Steven Ellison has been preoccupied with death for a long time. Before his latest LP as Flying Lotus, he released Until the Quiet Comes—a title which seems pretty self-explanatory—and even earlier, his LA beat-fusion classic Cosmogramma was greatly inspired by his mother's passing. Over the years, friends and mentors such as J Dilla, pianist Austin Peralta, DJ Mehdi, and many others in Ellison's life have died tragically young, and they've all continued to influence his creative work.
On You're Dead!, these morbid themes are put on display for all to see. Ellison uses his talent for rich, cinematic production to attempt his most ambitious project yet, bridging free jazz, instrumental hip-hop, prog-rock, and IDM to recount a journey from death to the afterlife. Ellison has never been one to shy away from a grandiose storyline on his albums, and this time around, his roster of collaborators is stacked. Unfortunately though, all of this talent fails to coalesce around Ellison's grand vision, as You're Dead! is dragged down by stuffed arrangements, clipped pacing, and a sense of control-freak auteurism that can be smothering.
Where Cosmogramma used pain and loss as a starting point to venture into unknown worlds, You're Dead! eschews true vulnerability for a campy, cartoon-horror vision of death. Ellison's Captain Murphy rap alias offers some of the more awkward moments on the LP, with spots on "Dead Man's Tetris" and "The Boys Who Died in Their Sleep" that paint an Odd Future-meets-Tim Burton vibe using rudimentary rhymes. That being said, Snoop Dogg does offer a dependably suave verse on the former cut, and Kendrick Lamar's whirlwind flow on "Never Catch Me" is also impressive for its breathless, bright-eyed conviction.
Though Flying Lotus regulars like bassist Stephen "Thundercat" Bruner, singer Niki Randa, and string composer Miguel Atwood-Ferguson deliver some incredible performances on You're Dead!, Ellison's strict direction tends to leave the musicians far less breathing room than they deserve. "Tesla" is a showcase of Bruner's superhuman bass skills and Herbie Hancock's iconic Rhodes, but just as it gels into a substantial groove, Ellison jump cuts to the next track. This is a recurring issue throughout You're Dead!. Ellison recorded each instrument on the album separately, and it shows. Despite the record being heavily steeped in jazz, it's difficult to create or capture spontaneity when the players aren't riffing off each other in the moment. Given that Ellison also dictated the parts, what could have been improvised bliss by a collection of skilled musicians is instead lost to his own process. However, he seems perfectly content to stitch a narrative out of the resulting collection of short interludes.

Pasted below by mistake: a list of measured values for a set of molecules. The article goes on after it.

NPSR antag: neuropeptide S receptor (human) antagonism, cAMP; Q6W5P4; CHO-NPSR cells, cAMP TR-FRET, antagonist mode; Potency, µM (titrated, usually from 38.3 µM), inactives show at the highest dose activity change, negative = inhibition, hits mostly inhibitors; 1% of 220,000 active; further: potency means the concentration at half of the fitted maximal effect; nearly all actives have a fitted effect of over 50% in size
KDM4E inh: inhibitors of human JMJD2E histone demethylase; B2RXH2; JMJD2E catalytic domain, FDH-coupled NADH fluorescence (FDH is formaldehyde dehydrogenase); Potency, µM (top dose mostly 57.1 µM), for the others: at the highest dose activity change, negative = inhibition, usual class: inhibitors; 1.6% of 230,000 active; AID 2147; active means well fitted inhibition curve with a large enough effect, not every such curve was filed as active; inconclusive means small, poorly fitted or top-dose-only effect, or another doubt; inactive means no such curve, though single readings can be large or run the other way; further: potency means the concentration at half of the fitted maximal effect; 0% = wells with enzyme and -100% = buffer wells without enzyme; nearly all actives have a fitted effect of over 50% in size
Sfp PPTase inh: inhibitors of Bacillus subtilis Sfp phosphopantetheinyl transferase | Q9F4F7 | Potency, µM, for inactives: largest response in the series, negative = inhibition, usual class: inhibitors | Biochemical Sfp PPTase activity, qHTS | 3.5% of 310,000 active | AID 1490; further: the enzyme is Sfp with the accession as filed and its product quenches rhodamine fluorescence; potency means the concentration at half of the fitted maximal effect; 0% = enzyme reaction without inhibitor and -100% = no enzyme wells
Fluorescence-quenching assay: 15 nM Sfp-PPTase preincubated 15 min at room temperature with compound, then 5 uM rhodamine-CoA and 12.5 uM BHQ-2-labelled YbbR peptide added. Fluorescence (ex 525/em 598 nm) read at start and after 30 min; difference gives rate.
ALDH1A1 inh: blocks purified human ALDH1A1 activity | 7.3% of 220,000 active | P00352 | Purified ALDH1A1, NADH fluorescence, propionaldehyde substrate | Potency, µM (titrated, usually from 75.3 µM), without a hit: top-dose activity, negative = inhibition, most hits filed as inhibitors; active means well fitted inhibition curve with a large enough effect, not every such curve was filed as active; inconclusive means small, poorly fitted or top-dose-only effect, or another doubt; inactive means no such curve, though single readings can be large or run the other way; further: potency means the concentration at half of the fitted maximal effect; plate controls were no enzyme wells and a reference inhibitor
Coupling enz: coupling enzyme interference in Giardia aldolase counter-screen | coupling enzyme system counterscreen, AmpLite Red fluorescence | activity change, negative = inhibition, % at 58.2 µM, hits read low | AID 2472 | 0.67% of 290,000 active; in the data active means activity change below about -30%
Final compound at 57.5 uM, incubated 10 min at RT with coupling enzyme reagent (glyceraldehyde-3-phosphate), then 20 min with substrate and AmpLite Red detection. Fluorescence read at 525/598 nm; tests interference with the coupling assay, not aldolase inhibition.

When Ellison does let a song pass the two-minute mark, standouts like "Never Catch Me" and "Coronus, the Terminator" take form. The latter fuses a sparse, mystical production to a haunting melody from an unidentified choir, one which seemingly involves every guest singer on the LP (and perhaps even Ellison himself). Another highlight is like "Siren Song," which features Dirty Projectors vocalist Angel Deradoorian and reaches a high point with her panned exhalations and the sublime arrangement, but it's clear that Ellison could've pushed it even further.
With You're Dead!, Flying Lotus has made a truly filmic record, something akin to a musical retelling of Enter the Void that uses free jazz and beats instead of exposition. Listeners pass away, wander through dark and demented worlds, and finally come to the realization that no one ever really dies. However, for an LP about the infinite unknown, it isn't that meditative or self-aware. Where Cosmogramma and Los Angeles made plot secondary, You're Dead! forces its cast to bend to an unwieldy storyline that ultimately only makes complete sense inside Ellison's head.